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GameOn - Skyrim PC Episode #88

Thursday, May 3, 2012

Xbox 360 3.0!!

$99 Xbox 360 (with 2-year contract) launching supposedly next week?

 $99 Subsidized Xbox 360 Would Widen Battle for Living Room 

 The Xbox 360 might be getting a lot cheaper next week. The Verge claims that Microsoft will slash the price of the Xbox 360 4GB + Kinect bundle to $99 next week. Sweet deal, right? Wait, there’s a catch…

It’s true, purchasers would be able to walk out of the store with an Xbox 360 + Kinect for $99, but first they’d have to sign up for a two-year contract. The package, which requires a $15 a month fee, is also rumored to include two years of Xbox Live Gold and streaming video content access. Also, the subscription bundle would only be available at the Microsoft Store, of which there are only 20 in the entire US.
It’s not exactly a super-amazing deal, but it does measure up pretty well with purchasing the separate components outright. A 4GB Xbox 360 + Kinect bundle and two years of Xbox Live Gold is regularly priced at $420 and the cost of the entire subscription would be $460. So the cost of a subscription system would only amount to an extra $40, provided you don’t incur an early termination fee.
Charge a subscription fee and give the console away for practically nothing,

But if the rumored Xbox720 is coming in next year wont this be a soulless purchase? Is it too late to buy a new Xob360 or is there still time?

1UP.com States their concern on the new selling point! Below..
 1up article By: By Chris Pereira, 05/02/2012
Every videogame console manufacturer wants its system in the hands of as many people as possible. A larger install base means more people to sell games to, making it more attractive to publishers as a platform to bring games to, and both of those things equate to making more money. And with there now being many new ways of generating revenue -- Xbox Live subscriptions, downloadable content sales, dashboard advertisements -- it's easy to see why Microsoft in particular would be keen on making the Xbox 360 as desirable of a purchase as possible.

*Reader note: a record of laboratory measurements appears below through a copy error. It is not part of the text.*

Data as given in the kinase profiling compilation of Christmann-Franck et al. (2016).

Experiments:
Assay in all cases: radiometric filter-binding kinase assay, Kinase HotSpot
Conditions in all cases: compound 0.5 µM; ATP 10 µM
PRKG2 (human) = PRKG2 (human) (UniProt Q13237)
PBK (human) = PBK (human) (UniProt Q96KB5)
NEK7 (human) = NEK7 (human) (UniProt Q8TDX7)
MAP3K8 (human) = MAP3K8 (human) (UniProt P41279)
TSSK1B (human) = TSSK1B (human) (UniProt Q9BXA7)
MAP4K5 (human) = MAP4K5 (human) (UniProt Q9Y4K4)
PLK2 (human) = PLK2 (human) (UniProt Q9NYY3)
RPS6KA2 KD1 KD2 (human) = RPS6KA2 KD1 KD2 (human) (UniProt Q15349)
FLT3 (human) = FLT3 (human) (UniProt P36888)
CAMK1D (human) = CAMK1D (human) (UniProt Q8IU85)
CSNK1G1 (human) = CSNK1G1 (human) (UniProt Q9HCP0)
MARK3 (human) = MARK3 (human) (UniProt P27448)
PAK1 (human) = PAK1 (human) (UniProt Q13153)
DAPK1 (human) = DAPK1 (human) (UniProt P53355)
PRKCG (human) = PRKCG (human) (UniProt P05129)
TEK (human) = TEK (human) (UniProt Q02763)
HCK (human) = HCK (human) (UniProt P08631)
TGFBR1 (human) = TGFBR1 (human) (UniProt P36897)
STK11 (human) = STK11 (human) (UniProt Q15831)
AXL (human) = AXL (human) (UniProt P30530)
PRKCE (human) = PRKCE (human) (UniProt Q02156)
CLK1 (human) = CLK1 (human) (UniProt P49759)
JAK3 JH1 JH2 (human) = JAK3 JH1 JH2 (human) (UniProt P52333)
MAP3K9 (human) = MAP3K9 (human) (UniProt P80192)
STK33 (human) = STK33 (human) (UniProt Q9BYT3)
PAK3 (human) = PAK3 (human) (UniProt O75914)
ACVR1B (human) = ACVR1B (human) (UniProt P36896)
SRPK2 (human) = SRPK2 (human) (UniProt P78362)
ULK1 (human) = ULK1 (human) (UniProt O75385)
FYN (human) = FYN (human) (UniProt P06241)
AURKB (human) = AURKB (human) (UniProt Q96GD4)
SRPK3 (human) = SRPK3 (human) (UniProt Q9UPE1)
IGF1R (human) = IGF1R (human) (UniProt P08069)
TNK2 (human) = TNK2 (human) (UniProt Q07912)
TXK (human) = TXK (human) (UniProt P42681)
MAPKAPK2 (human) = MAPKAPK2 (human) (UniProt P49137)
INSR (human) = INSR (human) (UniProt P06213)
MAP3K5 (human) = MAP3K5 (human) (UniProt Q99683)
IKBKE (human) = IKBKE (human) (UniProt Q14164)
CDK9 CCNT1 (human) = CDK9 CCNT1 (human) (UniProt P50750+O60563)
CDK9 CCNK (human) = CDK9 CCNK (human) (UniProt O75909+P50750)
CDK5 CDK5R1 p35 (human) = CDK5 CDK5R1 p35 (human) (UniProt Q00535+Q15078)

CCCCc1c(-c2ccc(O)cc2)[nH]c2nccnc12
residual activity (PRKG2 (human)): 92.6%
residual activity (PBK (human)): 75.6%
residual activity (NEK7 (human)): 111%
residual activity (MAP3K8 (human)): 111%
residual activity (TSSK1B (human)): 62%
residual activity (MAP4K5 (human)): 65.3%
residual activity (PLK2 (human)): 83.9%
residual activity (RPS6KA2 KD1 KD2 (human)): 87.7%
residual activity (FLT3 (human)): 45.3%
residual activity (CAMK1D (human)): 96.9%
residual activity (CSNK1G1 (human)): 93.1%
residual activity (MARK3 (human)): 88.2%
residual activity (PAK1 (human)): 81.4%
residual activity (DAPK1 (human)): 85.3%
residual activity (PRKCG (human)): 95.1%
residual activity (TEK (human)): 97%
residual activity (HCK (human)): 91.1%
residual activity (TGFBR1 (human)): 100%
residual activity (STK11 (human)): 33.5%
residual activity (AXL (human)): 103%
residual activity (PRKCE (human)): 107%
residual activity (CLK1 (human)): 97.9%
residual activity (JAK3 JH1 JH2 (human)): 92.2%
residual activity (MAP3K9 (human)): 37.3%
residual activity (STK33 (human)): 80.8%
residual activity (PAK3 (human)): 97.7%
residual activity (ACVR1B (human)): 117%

A price cut is one way to open up the system to a new market, although there are limits to the extent the price can be dropped -- not to mention a limit to how low Microsoft wants to take the price, given that it's selling better than the competition at its current price point. The company seems to have found a way to have its cake and eat it too, so to speak. The Verge reports Microsoft will make a 4GB Xbox 360 Kinect bundle available for only $99, albeit with a catch: It carries a two-year contract with a monthly fee of $15. Included with that fee would be a two-year warranty, a two-year Xbox Live Gold membership, "and possibly some additional streaming content from cable providers or sports package providers."
The cheapest 4GB Xbox 360 system currently available is $199.99; a 4GB Kinect bundle costs $299.99. An Xbox Live Gold subscription, after the price increase in late 2010, costs $59.99 on an annual basis, though you would pay more if you opted to pay every month or every three months (or less if you took advantage of a sale on a subscription card). Using these costs, you would ordinarily pay about $420 for this model of Xbox, Kinect, and two years of Xbox Live. This new, rumored contract plan would cost $360 in addition to the upfront $99 payment for a total price of $459.